But a match between Llapi and Fushe Kosove in the same year would impact on his career as both a footballer and a match official. “During the game, one of the players went in for a high tackle, with his studs off the ground, and broke my leg,” he says. “For a year, I missed being part of the game as both a referee and as a footballer.”
The incident left a big scar on his career as a footballer, but Berisha feels that being a player for all those years gives him an advantage over his colleagues who did not play football. “When a player falls down, or when he simulates his reactions, I am able to notice it much easier compared to those referees that were not players at all.”
In post-war Kosovo, the job of a referee has often meant dealing with violent scenes on the football pitch, with even referees themselves becoming targets for physical assaults. Berisha claims that he has never been physically attacked, although, inevitably, there have been complaints made against him.
The 38-year-old thinks that there is a tendency to see referees as flawless. “[Being a referee] does not mean I’m infallible. I make mistakes because I’m a human being,” he says. “There is an unwritten rule about refereeing, and we quote it very often: ‘A good referee is one which makes the fewest mistakes within a match. There is no infallible referee.’”
However, complaints against referees goes beyond Kosovo’s borders, even permeating the international football arena, where Berisha has serious intentions.
A new path
Kosovo’s admission to UEFA and FIFA in 2016 opened a new page for footballers, as well as new opportunities for Kosovar referees. In 2017, three officials, Genc Nuza as a referee, and Fatlum Berisha and Bujar Selimaj as assistant referees, were included in FIFA’s International List of Referees, making them eligible for officiating international fixtures.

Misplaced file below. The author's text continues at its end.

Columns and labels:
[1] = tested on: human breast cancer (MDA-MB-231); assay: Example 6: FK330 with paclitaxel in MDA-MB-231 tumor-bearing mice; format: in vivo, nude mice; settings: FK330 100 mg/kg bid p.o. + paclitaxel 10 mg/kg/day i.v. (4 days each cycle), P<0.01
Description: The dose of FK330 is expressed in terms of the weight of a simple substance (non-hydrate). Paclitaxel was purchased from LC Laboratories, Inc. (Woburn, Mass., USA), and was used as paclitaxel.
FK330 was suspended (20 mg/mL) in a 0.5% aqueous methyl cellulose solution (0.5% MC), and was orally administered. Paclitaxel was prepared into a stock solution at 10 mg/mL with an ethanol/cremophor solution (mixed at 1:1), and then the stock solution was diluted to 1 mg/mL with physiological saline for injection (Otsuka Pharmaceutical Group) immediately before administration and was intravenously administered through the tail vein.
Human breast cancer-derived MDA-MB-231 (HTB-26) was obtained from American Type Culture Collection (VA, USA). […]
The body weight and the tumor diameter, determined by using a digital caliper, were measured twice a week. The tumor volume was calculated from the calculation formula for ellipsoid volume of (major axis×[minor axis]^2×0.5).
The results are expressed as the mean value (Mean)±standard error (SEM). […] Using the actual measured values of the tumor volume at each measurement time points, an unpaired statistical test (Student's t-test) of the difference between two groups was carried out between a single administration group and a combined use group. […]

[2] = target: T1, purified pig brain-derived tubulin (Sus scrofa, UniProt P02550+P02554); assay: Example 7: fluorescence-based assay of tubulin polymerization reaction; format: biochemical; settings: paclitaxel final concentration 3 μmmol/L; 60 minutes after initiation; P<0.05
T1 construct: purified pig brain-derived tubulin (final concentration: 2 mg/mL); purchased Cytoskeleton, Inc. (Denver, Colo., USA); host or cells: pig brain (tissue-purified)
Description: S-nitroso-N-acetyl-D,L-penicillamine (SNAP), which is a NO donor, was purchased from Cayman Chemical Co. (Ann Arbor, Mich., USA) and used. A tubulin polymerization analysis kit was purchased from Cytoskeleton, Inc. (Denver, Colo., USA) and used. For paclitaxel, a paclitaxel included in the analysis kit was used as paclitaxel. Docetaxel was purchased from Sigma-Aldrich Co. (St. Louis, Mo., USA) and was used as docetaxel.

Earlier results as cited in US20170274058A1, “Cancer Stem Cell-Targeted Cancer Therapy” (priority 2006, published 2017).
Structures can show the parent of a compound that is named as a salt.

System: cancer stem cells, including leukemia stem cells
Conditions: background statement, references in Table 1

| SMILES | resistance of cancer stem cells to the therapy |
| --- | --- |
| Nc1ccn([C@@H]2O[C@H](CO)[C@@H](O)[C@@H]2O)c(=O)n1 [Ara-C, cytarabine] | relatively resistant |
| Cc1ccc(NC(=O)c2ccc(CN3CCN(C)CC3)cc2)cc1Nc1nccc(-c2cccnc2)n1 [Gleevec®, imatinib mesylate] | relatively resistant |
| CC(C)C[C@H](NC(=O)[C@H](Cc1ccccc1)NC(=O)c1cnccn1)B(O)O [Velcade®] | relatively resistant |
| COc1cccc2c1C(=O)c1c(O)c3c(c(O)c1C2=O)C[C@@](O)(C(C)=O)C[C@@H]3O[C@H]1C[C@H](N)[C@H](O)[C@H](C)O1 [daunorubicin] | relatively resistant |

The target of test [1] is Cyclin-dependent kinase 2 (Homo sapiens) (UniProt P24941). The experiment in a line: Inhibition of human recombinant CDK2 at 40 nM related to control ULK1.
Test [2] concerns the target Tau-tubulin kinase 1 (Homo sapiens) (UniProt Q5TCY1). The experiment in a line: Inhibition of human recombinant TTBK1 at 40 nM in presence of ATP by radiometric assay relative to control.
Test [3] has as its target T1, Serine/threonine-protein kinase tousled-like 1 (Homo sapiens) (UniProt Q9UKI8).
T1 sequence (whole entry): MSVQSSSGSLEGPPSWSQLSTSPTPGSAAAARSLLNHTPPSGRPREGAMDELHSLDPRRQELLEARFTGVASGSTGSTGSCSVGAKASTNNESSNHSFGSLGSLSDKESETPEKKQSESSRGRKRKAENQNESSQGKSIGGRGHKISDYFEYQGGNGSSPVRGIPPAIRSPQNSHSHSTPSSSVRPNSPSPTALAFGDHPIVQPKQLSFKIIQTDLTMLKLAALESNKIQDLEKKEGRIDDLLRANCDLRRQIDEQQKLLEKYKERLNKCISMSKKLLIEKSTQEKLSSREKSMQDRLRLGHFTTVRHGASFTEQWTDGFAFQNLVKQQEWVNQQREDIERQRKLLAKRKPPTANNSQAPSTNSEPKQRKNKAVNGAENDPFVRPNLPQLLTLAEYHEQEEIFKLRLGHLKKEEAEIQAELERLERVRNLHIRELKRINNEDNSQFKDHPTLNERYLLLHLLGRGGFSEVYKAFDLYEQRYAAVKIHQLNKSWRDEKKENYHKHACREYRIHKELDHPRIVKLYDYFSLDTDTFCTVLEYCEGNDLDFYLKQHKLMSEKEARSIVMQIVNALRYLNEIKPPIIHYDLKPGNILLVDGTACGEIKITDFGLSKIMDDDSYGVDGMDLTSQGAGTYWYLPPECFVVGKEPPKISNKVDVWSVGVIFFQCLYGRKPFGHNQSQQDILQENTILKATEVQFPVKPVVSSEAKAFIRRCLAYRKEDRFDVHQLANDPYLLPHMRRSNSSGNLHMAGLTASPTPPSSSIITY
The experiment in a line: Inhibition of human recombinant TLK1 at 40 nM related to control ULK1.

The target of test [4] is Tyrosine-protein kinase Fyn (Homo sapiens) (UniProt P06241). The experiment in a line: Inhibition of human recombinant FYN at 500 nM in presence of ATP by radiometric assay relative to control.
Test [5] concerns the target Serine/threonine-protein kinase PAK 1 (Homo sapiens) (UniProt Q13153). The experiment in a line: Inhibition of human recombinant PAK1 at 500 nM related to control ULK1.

On March 17, 2017, the Kosovar trio debuted at their first international match, a friendly between Turkey and Moldova, played at the Eskisehir Ataturk Stadium. Berisha describes this appearance as unforgettable for the Kosovar trio, who officiated in front of more than 30,000 fans.
International competitions have also dynamised Berisha’s career. From May 3-19, he will be in Ireland for the European Under-17 Championship, the only official selected from Kosovo among the 20 international referees who will be part of the tournament.
Officiating at an international level has certainly made an impact on his concept of different ways of refereeing, with Berisha deployed as assistant referee, but he believes that the physical side should still be at the highest level. “If you’re not physically fit, you cannot be close to the action,” he explains. “When players are physically prepared above your level and the ball goes very fast, then the probability of mistakes is too great.”
Berisha has a rigorous schedule to ensure good physical preparation minimizes any potential refereeing mistakes. “I do exercises when there is a match ahead,” he says. “I do five days of training and, including the match itself, that is six days of training per week.”
In addition to the physical aspect, psychological preparation plays an important role. Berisha says that his good mental preparation has helped him reach a high level, even after the tragedy he experienced. According to him, the main reason he has been invited to the European Under-17 Championship were his good performances in Turkey during qualifying matches for the competition in October 2018.
The loss of his son left him in great pain, but Berisha is convinced that he should continue his refereeing journey despite the trauma that is still troubling him. “If I was emotionally and psychologically loaded with the loss of my son during my refereeing back then, I guarantee that I would not have the invitation for the European Under-17 Championship today.”
Feature image: Atdhe Mulla.